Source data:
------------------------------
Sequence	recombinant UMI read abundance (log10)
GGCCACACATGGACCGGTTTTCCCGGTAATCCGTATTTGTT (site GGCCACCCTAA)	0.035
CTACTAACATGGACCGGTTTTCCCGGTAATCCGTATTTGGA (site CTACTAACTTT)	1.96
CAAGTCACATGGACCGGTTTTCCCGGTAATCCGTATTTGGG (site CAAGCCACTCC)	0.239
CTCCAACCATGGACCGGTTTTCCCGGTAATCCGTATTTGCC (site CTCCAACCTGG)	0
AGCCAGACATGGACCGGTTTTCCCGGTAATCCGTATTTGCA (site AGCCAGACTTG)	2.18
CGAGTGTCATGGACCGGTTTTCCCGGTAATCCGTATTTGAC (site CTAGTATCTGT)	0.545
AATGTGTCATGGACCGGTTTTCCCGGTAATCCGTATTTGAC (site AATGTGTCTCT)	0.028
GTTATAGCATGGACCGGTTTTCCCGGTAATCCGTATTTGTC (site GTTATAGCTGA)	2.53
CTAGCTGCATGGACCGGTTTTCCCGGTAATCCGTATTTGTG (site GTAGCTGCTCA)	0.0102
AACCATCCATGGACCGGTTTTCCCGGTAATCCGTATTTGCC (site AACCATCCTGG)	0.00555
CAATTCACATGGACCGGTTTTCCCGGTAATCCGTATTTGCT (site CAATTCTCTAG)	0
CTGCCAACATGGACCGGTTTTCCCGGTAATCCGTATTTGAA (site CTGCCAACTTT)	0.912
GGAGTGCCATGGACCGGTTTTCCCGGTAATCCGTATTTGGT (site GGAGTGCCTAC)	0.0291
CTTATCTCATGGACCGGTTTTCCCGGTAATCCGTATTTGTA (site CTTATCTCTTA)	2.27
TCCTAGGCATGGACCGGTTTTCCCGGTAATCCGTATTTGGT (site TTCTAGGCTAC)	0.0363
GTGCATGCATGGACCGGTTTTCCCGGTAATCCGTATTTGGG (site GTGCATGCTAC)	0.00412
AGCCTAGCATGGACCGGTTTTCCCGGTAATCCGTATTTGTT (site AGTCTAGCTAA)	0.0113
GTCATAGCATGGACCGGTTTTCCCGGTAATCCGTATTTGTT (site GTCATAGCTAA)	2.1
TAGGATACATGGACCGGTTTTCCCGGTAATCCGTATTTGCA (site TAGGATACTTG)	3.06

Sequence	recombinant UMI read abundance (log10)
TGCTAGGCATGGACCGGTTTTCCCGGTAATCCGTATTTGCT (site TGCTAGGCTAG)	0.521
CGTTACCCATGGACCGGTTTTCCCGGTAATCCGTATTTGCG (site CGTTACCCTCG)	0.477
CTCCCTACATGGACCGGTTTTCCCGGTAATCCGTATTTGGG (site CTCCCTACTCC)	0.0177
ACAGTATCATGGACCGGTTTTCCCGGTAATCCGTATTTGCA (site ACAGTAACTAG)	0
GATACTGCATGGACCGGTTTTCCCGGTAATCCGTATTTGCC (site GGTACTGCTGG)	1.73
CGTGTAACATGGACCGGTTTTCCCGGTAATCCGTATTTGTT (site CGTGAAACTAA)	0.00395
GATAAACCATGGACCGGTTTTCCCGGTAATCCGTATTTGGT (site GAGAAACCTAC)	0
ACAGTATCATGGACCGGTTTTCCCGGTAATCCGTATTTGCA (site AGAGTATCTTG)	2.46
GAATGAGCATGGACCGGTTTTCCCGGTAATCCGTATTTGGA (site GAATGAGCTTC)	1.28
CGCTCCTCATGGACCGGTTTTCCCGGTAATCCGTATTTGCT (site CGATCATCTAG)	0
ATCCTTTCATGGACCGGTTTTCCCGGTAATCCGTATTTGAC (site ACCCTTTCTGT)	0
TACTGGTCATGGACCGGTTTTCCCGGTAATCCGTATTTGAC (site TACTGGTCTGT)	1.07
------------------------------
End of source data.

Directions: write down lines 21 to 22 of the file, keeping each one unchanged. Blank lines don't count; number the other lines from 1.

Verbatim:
Sequence	recombinant UMI read abundance (log10)
TGCTAGGCATGGACCGGTTTTCCCGGTAATCCGTATTTGCT (site TGCTAGGCTAG)	0.521